Uncontrolled runoff in landscape irrigation systems has presented a problem for our industry for many years. Low head drainage is not only common throughout residential and commercial landscapes, it is ubiquitous.

When we consider that turfgrass consumes more irrigated acreage and water than the top five agricultural crops (Diep, 2011), it becomes incumbent upon us to use every drop of irrigated water wisely and efficiently.

Over the last number of years new technology has allowed manufacturers of irrigation equipment to develop new controllers. One of the tools we use to provide optimal irrigation water to landscapes that is widely supported by public agencies is the Weather-Based Irrigation Controller (WBIC). A core feature of all robust WBICs is a ‘run/soak’ cycle that is automatically programmed to reduce runoff.

WBICs take inputs of soil, slope, precipitation rate and crop coefficients to maximize efficiency overall and to mitigate against runoff, particularly in sloped conditions. For example, under extreme slope conditions, a WBIC may dictate a ‘run’ duration of two minutes and a ‘soak’ duration of ten minutes to be repeated five times to provide ten minutes of irrigation.

This study discusses the effectiveness of the ‘run/soak’ cycle and shows that it is greatly enhanced if drain checks are installed on the low-head sprinklers. This research assumes that there are two sources of wasted water when runoff is uncontrolled: the amount of water that drains from the system each time the zone is turned off, and the amount of water that is used to refill the irrigation line that is not applied to the crop. That is to say, when the WBIC determines the optimal amount of water required for each zone, the water that is used to fill the line does not reach the crop in the time allotted. These two water sources are termed ‘fill water’ and ‘runoff’.

Research methodology

This research study examines the consequences of uncontrolled runoff in landscape irrigation under conditions when a ‘run/ soak’ cycle has been determined by the WBIC as necessary to mitigate runoff.

This study simulates uncontrolled runoff during five ‘run/ soak’ cycles of two minutes of run time. The study examines two sources of wasted water: runoff from low head drainage, and the water that is used to fill up the irrigation lines after drainage of the line occurs. The research simulates the performance of: PVC lines 1'', 2'', 3'', 4'', 6'', 8'', 10'' and 12''; water velocities 5, 7 and 10 feet/second; and a fill-time of each line of 30 seconds. Rates of flow were calculated in gallons per minute (GPM) and water capacity was calculated in gallons per 100 feet (Diameter Velocity and Flow Rate).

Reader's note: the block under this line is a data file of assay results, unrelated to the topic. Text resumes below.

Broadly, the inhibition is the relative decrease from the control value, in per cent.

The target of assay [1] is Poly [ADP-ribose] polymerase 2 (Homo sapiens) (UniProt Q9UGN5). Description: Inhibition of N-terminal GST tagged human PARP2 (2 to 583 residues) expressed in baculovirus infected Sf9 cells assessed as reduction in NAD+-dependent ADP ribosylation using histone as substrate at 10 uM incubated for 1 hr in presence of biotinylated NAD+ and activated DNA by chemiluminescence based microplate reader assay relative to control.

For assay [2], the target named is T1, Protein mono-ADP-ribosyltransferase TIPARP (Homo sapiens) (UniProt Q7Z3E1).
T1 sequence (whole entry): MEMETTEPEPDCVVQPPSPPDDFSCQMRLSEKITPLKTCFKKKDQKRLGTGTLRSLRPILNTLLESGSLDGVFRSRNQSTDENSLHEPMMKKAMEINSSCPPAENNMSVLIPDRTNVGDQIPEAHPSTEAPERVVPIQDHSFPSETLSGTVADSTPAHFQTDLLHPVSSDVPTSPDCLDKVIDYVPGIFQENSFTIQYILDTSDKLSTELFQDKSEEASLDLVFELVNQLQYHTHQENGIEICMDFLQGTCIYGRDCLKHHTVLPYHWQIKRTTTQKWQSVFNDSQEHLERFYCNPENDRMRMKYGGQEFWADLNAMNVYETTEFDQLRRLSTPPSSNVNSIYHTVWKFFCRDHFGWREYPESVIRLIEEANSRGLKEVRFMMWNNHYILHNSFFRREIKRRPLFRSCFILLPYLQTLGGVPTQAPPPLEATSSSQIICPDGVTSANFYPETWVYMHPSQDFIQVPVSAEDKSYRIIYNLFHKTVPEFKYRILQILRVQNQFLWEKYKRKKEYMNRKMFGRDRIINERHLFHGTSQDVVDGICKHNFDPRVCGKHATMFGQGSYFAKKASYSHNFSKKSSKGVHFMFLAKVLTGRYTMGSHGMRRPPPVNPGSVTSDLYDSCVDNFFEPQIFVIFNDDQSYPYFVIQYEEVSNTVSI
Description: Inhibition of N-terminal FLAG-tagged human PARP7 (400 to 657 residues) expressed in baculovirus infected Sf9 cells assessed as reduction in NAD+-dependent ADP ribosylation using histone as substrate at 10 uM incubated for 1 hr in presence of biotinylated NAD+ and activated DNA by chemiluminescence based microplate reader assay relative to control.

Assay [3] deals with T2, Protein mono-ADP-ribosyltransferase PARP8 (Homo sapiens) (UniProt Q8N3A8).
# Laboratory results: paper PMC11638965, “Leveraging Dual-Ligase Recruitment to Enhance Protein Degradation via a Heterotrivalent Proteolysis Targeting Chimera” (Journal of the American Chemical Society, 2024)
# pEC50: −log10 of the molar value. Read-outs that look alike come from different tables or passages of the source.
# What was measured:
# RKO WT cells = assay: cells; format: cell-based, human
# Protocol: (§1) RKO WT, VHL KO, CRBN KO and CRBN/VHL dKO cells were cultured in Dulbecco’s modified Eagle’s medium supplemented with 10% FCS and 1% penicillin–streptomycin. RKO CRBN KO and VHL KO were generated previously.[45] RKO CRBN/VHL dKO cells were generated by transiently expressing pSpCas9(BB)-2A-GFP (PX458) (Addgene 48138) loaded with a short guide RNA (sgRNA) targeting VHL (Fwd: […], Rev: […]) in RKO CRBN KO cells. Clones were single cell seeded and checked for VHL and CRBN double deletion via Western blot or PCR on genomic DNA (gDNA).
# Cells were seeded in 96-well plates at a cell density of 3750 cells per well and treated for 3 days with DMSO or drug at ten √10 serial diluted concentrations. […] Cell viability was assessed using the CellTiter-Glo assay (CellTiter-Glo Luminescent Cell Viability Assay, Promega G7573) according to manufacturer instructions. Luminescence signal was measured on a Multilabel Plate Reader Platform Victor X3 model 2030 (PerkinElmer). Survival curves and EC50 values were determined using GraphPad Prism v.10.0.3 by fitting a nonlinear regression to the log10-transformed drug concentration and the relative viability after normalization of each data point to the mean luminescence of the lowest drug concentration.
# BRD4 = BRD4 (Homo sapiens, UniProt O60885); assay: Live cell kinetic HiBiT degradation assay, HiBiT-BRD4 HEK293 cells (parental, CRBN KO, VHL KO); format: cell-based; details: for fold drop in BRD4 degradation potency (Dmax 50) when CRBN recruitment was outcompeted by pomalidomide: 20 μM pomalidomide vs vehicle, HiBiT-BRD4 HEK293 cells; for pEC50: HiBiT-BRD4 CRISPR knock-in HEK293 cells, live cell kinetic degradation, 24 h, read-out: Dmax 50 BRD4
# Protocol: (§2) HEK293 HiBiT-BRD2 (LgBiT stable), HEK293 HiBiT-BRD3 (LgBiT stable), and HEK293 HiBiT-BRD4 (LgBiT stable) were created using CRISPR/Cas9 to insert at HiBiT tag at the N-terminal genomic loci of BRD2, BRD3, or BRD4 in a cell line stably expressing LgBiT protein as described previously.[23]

The following tables illustrate the data derived for the simulation:

Table 1: Flow rates at different velocities and Gallons per 100 feet

The flow rates for fill-time are calculated by dividing the gallons per minutes by one-half (30 seconds) and then multiplying the quotient by five to achieve fill-time for five cycles.

Table 2: Flow rate for fill-time and Flow rate for five cycles

The table below summarizes and illustrates the runoff water for five cycles, a 30-second fill, and a 30-second fill times five at different pipe sizes and different velocities:

Table 3: Runoff for five cycles, fill for one and fill for five cycles

The aggregate of water wasted and the percentage of water wasted when compared to the theoretical application of ten minutes of water is represented below.

Table 4: Total water wasted in quantity and percent

The following table is a summary illustration of the percentage of water lost, or wasted water, derived from the data in this study. The table indicates that for all velocities, at all pipe sizes, the percentage of water wasted is between 42 and 62 percent of total applied water when five two-minute cycles are programmed.

Table 5: Percent of total water loss

Percentage of total Water loss


WBICs are estimated to save between 15 to 30 percent of water applied when compared to non-WBICs (U.S. EPA, 2011). This study provides evidence that there is a potential for more efficient use of applied water to control runoff. Controlling runoff, according to the evidence herein presented, saves between 42 and 63 percent of water in slope conditions when a run/soak cycle is applied. In order to control runoff, sprinklers that have built-in drain checks can help mitigate the amount of wasted water, but these sprinkler options are limited to the amount of head (pressure) that they can maintain. There are discrete drain checks on the market that can be integrated into irrigation systems to mitigate runoff under conditions of greater head (pressure).

Policy Implications

The implications for controlling runoff are greater than just water conservation. Frequently, liquid fertilizers, composed primarily of nitrogen, are applied through irrigation systems, and subsequently run off into groundwater and the ocean. In addition, when irrigation systems are pressurized by pumping systems, the efficiency of these pumps is reduced and the cost of pumping increased, when significant amounts of water are wasted. Finally subsidizing the costs of other conservation tools, while not recognizing the effectiveness of those tools to mitigate runoff, creates overall inefficiencies in rebate programs.


The stimulation study illustrates that run/soak cycles are only effective to the extent that runoff is mitigated by drain checks on the lowest heads. The effects of controlling runoff are positive and significant, and should be recognized as a critically important tool for water conservation supported by public policy agents and institutions.

References cited

Editor's Note: Mike Davidson is a partner in eagle spec sales group, a manufacturer's representative the western states. He has been involved in the irrigation industry for more than 30 years.